Guitar Practice: Get Past Sticking Points, Grease the Groove

This effective guitar tip is called Grease the Groove (GTG). I learned GTG from strength and fitness guru, Pavel Tsatsouline. It’s a strength-building exercise technique that I’ve applied successfully to my physical fitness workouts. Grease the Groove is designed to get you past your “sticking points.”

The GTG method for getting past sticking points involves frequent, but brief repetitions. I’ve adapted Grease the Groove into my guitar practice, and I’m seeing great results. Here’s my Grease the Groove Guitar Tip.

Get Ready to Grease the Groove

Get out your guitar and your pad, paper or blank chord grids. Maybe you’ll want to get out your MP3 recorder. Here’s how I get ready to Grease the Guitar Playing Groove:

    • I play through a piece of music that I’m working on and isolate any sticking points. I usually have three to five sets of chord changes or licks, that I’m not quite nailing.
    • I notate these as GTG exercises on a sheet of paper, or on chord grids.
  • I set the Grease the Groove exercise sheet next to my guitar, which I have out and ready to play at a moment’s notice.

Now I’m set up to grease the groove. Here are a couple of ways I GTG my guitar practice.

I’m often working at my home office. I’m in and out to make bathroom trips, get coffee, etc. My guitar and GTG exercise sheet are handy, in my office. The GTG rule is this. Every time I walk into the office, I pick up the guitar and run through each of the GTG exercises 10 to 20 times.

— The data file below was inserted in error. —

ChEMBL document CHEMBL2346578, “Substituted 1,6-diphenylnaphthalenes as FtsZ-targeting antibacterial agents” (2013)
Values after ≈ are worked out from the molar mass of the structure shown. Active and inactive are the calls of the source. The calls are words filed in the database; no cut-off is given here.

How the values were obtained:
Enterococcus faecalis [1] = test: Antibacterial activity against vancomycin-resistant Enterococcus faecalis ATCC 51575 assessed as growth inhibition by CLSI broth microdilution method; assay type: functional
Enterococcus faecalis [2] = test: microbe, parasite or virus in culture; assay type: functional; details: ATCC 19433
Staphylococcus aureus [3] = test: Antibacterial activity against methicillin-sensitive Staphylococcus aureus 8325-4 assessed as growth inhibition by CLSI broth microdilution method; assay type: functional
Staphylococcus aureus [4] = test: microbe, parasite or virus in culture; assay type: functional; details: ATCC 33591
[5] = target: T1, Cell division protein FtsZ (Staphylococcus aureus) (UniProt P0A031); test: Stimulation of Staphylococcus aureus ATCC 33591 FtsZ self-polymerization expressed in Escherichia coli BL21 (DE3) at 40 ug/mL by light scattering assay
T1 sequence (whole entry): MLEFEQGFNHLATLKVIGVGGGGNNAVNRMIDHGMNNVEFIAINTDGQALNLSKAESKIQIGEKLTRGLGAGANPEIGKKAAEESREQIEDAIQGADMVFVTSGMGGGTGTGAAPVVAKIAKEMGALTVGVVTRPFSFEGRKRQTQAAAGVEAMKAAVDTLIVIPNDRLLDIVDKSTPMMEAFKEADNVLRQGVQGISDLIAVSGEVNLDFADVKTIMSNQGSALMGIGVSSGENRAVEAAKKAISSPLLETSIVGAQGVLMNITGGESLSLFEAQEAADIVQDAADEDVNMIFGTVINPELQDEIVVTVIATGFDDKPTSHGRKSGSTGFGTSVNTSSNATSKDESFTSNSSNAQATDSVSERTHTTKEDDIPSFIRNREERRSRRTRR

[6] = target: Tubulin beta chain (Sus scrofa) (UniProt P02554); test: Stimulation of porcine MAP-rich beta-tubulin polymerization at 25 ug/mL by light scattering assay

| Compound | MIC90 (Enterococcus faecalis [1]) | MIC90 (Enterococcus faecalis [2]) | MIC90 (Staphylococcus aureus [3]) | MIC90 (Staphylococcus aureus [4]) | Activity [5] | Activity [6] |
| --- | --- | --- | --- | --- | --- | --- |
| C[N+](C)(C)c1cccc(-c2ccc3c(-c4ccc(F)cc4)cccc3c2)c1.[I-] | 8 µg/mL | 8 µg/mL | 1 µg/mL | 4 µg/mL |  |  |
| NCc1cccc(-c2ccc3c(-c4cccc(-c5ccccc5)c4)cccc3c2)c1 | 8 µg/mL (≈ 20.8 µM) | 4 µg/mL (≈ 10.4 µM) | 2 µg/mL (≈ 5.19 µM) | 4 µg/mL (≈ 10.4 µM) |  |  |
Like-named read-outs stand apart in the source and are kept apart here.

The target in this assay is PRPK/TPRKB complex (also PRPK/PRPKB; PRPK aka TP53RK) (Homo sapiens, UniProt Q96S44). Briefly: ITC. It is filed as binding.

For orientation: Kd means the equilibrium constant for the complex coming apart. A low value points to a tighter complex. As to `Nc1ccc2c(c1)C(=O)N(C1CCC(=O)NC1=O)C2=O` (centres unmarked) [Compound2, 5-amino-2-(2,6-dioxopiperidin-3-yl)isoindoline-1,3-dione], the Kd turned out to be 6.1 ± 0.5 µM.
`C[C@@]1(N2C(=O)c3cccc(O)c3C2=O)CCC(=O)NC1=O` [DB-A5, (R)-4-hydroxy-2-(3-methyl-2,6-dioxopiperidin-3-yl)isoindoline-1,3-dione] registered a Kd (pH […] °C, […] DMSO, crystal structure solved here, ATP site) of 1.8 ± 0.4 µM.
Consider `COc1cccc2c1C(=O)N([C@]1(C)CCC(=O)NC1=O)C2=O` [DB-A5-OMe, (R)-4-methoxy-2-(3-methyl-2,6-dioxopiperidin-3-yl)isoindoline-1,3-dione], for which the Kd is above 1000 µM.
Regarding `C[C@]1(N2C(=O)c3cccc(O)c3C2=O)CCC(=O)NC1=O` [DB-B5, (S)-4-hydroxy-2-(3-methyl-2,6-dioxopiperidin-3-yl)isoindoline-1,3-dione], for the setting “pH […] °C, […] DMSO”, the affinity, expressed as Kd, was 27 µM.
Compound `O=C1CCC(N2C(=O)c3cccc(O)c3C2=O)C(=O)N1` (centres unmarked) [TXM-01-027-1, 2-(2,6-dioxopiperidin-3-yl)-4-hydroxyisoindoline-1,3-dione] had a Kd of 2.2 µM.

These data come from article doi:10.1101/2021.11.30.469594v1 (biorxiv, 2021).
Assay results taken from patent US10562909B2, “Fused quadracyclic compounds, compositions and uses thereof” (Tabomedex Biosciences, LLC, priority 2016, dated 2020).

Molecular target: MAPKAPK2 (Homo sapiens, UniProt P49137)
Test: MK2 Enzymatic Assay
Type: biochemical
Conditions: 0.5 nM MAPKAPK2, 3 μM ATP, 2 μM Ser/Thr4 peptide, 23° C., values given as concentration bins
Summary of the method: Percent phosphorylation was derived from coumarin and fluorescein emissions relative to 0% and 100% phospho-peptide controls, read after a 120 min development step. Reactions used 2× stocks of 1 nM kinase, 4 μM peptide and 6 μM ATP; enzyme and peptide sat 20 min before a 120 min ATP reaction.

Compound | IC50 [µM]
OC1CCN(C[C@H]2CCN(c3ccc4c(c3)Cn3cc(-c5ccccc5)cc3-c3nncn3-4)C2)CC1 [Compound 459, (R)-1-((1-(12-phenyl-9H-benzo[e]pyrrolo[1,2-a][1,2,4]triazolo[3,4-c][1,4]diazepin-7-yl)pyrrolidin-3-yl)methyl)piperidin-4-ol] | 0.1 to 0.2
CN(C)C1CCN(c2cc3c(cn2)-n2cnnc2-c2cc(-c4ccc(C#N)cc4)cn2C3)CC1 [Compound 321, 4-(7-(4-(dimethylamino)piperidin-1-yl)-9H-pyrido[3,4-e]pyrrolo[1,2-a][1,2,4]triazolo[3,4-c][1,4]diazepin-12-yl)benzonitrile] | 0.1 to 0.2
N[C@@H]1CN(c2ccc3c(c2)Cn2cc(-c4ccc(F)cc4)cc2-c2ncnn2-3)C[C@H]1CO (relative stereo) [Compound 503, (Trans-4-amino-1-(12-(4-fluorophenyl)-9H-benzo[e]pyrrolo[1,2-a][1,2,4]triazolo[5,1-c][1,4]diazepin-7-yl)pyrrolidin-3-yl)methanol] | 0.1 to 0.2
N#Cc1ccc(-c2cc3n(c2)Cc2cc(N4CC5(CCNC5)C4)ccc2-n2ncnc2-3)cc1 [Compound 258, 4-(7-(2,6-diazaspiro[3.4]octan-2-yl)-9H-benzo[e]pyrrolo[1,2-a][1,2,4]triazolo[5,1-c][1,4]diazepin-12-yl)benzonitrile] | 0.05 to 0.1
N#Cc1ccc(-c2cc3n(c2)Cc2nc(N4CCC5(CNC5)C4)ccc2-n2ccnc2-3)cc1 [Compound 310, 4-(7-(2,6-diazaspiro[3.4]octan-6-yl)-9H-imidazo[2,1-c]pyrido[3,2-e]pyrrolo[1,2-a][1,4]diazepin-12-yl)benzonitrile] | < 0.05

The number of repetitions depends on how many exercises I have on the sheet. If I have my maximum of five exercises I’ll maybe do a 5×10 Grease the Groove “set.” Then, I put down the guitar, and get on with what I’m doing. I’d suggest shooting for a one- to two-minute session. No more than two minutes.

Another way I can ensure repetitions, is with the timer method. When I work in my office, I set a countdown timer for 45 minutes. When the timer goes off, I take a break from my desk. As part of the break, I pick up the guitar and the GTG exercise sheet and run through the repetitions. You could also set up GTG intervals when watching television — Grease the Groove during commercials.

Once I get an exercise nailed, I cross it off the GTG sheet.

That’s all there is to it. Combine this Grease the Groove guitar-practice method with your regular practice sessions. See if it doesn’t get you past your sticking spots in record time.

That’s it for now. Pick up your guitar, and make some music.

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